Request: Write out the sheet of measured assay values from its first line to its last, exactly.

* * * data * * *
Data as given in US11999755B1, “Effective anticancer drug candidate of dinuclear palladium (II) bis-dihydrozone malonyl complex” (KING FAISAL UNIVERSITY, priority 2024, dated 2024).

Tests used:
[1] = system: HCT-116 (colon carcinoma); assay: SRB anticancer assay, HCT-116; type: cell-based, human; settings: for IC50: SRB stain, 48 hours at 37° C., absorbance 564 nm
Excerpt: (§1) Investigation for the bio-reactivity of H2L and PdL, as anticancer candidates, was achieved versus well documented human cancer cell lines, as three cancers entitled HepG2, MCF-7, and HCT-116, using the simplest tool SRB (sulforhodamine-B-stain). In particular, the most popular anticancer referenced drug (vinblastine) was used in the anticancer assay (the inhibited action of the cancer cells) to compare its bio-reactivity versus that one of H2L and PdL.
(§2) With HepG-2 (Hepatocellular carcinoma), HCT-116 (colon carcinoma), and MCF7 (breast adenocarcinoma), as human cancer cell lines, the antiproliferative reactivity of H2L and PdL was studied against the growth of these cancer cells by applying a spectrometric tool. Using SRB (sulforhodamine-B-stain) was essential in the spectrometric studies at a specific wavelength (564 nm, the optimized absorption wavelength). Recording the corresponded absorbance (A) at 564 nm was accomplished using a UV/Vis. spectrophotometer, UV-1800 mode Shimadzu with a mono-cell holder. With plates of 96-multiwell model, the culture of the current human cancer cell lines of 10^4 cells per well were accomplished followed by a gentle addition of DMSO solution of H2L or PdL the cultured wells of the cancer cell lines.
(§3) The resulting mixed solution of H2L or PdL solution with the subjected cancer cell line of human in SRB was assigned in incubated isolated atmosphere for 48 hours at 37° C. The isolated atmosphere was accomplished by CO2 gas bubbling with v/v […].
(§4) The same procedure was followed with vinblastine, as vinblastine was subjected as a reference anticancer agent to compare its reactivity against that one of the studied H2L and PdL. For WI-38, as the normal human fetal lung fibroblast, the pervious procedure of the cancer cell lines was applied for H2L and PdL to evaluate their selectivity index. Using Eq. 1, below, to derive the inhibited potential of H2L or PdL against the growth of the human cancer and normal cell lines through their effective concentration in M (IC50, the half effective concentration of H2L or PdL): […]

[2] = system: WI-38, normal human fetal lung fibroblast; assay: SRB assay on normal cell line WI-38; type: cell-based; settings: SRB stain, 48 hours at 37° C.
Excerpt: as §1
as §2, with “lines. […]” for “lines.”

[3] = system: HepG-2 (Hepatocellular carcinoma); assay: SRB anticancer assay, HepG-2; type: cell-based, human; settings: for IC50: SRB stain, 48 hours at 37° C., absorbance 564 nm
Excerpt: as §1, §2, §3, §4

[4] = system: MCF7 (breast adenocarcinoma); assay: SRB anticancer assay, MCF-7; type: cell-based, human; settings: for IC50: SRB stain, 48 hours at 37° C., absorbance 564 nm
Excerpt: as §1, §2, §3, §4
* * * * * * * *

Data as given in US11999755B1, “Effective anticancer drug candidate of dinuclear palladium (II) bis-dihydrozone malonyl complex” (KING FAISAL UNIVERSITY, priority 2024, dated 2024).

Tests used:
[1] = system: HCT-116 (colon carcinoma); assay: SRB anticancer assay, HCT-116; type: cell-based, human; settings: for IC50: SRB stain, 48 hours at 37° C., absorbance 564 nm
Excerpt: (§1) Investigation for the bio-reactivity of H2L and PdL, as anticancer candidates, was achieved versus well documented human cancer cell lines, as three cancers entitled HepG2, MCF-7, and HCT-116, using the simplest tool SRB (sulforhodamine-B-stain). In particular, the most popular anticancer referenced drug (vinblastine) was used in the anticancer assay (the inhibited action of the cancer cells) to compare its bio-reactivity versus that one of H2L and PdL.
(§2) With HepG-2 (Hepatocellular carcinoma), HCT-116 (colon carcinoma), and MCF7 (breast adenocarcinoma), as human cancer cell lines, the antiproliferative reactivity of H2L and PdL was studied against the growth of these cancer cells by applying a spectrometric tool. Using SRB (sulforhodamine-B-stain) was essential in the spectrometric studies at a specific wavelength (564 nm, the optimized absorption wavelength). Recording the corresponded absorbance (A) at 564 nm was accomplished using a UV/Vis. spectrophotometer, UV-1800 mode Shimadzu with a mono-cell holder. With plates of 96-multiwell model, the culture of the current human cancer cell lines of 10^4 cells per well were accomplished followed by a gentle addition of DMSO solution of H2L or PdL the cultured wells of the cancer cell lines.
(§3) The resulting mixed solution of H2L or PdL solution with the subjected cancer cell line of human in SRB was assigned in incubated isolated atmosphere for 48 hours at 37° C. The isolated atmosphere was accomplished by CO2 gas bubbling with v/v […].
(§4) The same procedure was followed with vinblastine, as vinblastine was subjected as a reference anticancer agent to compare its reactivity against that one of the studied H2L and PdL. For WI-38, as the normal human fetal lung fibroblast, the pervious procedure of the cancer cell lines was applied for H2L and PdL to evaluate their selectivity index. Using Eq. 1, below, to derive the inhibited potential of H2L or PdL against the growth of the human cancer and normal cell lines through their effective concentration in M (IC50, the half effective concentration of H2L or PdL): […]

[2] = system: WI-38, normal human fetal lung fibroblast; assay: SRB assay on normal cell line WI-38; type: cell-based; settings: SRB stain, 48 hours at 37° C.
Excerpt: as §1
as §2, with “lines. […]” for “lines.”

[3] = system: HepG-2 (Hepatocellular carcinoma); assay: SRB anticancer assay, HepG-2; type: cell-based, human; settings: for IC50: SRB stain, 48 hours at 37° C., absorbance 564 nm
Excerpt: as §1, §2, §3, §4

[4] = system: MCF7 (breast adenocarcinoma); assay: SRB anticancer assay, MCF-7; type: cell-based, human; settings: for IC50: SRB stain, 48 hours at 37° C., absorbance 564 nm
Excerpt: as §1, §2, §3, §4